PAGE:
I always used to wonder why pastors leave. If you have attended church for any amount of time, you will probably have experienced this event at least once. There was a stretch, when I was younger, that we had 4 different pastors in a 5 year period. It's also possible that you have never experienced a pastor resigning and may be asking why.
This is by no means an exhaustive list, but here are 8 reasons I have encountered myself or seen in others:
Although you may feel that a pastor has an easy job, there is much more to it than meets the eye. Preaching, teaching, counselling, praying, fasting, visiting, leading, training, and organizing can take a tremendous amount of time and effort. If a pastor doesn't have a strong ministry team and/or volunteer team then he may find himself in a state of burn-out. Burn-out is when you just hit that brick wall where you have nothing left to give and you realize you have been leading on empty. The book below describes this in great detail from a pastor's perspective.
Pastors take on new works or churches with the goal of succeeding in winning people to Jesus. Any pastor wants to win souls. That goes without saying, but everybody has a different tolerance for timelines for that growth. One man may be working on a 10 year plan while another may expect immediate results. Either way, once they reach the end of that timeline, or even before, if the results aren't what they expect, discouragement sets in.
Another type of discouragement is not number related. Pastors invest time training, counselling, and working with people to grow their walk with God or their ministry. Sometimes many years are invested and if somebody decides to give up or turns their back on the pastor, it can be very demoralizing.
3. Financial Issues
We all deal with financial issues at one time or another. Some of us are constantly struggling financially. While there are some well-off pastors that you may see in the media or that may have large churches, the vast majority have congregations well below 100 people. Due to this reason, many pastors are bi-vocational. They work a full -time job to pay the bills but volunteer their time as pastor. It's been my experience that people can deal with financial or church issues but not both. That's exactly what the majority of pastors deal with and eventually it ends up being too much for some.
Opposition comes in different forms but it really all boils down to Spiritual Warfare. The opposition is sometimes from the community or a local group that opposes the pastor or the church for various reasons. Most opposition is from within the church body itself. There have been books written about this topic alone but it suffices to say that opposition makes every small mole hill into a huge mountain. The most mundane decisions are questioned at nauseum. The Bible talks about the wearing out of the saints in the last days. Pastors are always targeted with this attack.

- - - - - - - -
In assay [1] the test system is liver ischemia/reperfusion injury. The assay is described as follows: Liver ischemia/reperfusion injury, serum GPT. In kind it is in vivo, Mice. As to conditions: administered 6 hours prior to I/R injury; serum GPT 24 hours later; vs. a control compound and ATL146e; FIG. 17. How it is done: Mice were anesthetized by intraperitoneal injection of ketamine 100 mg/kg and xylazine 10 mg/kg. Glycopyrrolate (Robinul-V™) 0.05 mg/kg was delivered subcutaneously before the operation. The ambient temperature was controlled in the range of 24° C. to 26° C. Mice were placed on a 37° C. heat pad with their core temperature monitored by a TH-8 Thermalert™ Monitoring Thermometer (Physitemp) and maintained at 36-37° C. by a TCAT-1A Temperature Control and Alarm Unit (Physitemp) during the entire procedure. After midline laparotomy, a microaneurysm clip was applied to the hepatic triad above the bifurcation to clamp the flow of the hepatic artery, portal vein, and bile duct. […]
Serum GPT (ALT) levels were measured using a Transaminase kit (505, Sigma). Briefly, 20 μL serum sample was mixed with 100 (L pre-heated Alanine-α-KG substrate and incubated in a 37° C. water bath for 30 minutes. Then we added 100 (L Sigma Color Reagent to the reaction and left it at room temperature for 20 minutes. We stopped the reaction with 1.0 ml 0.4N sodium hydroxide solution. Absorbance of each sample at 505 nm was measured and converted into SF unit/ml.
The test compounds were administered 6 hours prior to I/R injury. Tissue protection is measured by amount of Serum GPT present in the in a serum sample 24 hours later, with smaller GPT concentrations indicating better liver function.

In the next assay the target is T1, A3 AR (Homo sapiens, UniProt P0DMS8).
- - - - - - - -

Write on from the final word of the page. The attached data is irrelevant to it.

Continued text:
5. Loss of burden
This is a tricky one because it blends in with, or could be a result of the other reasons why pastors leave. It can also be a stand-alone issue so that is why we will include it here. A burden is a feeling or sense of duty to a place or a group of people. Without a burden, no pastor would last long no matter how talented they are. When a burden is lost, a pastor will question if the above issues are worth fighting.
6. Loss or perceived loss of call
The Bible says that the gifts and callings of God are without repentance, but that doesn't stop the enemy from trying to convince a pastor he isn't called anymore. That's why we listed a perceived lack of call. A pastor may also feel he is still called to preach but that he is no longer called to that particular community.
Pastor's families make huge sacrifices, even though they don't usually feel called to a particular area. They just follow what their husband/dad is feeling. One home missionary from Arkansas summed it up well when he said, “I signed up for this, but they didn't.” Due to some or all of the above, a pastor may feel that he needs to leave for his family's sake. His wife, in a moment of desperation, may also confront him and compel him to leave for the betterment of his family. A pastor can build another church but he can't build another family.
8. It is God's will
Sometimes, without warning and for no obvious reason to the pastor or the church body, the pastor feels God leading him to resign. I personally went through this. I kept asking God why he wanted me to leave. Things were progressing and we were happy and comfortable with the church and home life. It just didn't make sense.
I remember confiding in my pastor, to which he asked, “When does God make sense?” The Bible says His ways are not our ways. God sees the end from the beginning and we have to learn to trust Him even when we don't have all the answers.
So that is 8 common reasons pastors resign and 8 big reasons to pray for him and his family. I'd love to hear your thoughts on this, especially if you are a pastor.
This is a topic near and dear to my heart. For more serious topics and some fun ones, go to [http://www.teachablemoments.ca]
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